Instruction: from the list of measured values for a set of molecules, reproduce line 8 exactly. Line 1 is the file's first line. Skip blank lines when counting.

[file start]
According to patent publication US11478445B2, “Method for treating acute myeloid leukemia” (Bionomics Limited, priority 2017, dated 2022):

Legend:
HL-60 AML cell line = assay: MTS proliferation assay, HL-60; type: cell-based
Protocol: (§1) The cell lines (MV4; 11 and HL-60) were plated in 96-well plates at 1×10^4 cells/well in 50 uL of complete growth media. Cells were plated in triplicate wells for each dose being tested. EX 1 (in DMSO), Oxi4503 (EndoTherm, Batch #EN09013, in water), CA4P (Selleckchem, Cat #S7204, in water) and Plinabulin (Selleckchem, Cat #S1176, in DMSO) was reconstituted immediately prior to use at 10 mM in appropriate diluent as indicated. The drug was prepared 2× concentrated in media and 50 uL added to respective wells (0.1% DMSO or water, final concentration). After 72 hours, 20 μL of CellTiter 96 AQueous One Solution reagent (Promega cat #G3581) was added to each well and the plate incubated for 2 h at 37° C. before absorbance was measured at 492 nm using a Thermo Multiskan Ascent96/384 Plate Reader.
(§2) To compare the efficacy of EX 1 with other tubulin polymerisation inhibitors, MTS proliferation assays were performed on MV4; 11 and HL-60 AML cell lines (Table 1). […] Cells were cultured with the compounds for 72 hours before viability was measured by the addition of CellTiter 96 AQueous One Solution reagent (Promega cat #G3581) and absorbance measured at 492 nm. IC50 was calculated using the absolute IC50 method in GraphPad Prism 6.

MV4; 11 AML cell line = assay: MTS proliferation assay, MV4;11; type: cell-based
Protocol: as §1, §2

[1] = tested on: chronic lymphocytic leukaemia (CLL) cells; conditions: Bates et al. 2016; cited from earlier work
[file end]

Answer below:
[1] = tested on: chronic lymphocytic leukaemia (CLL) cells; conditions: Bates et al. 2016; cited from earlier work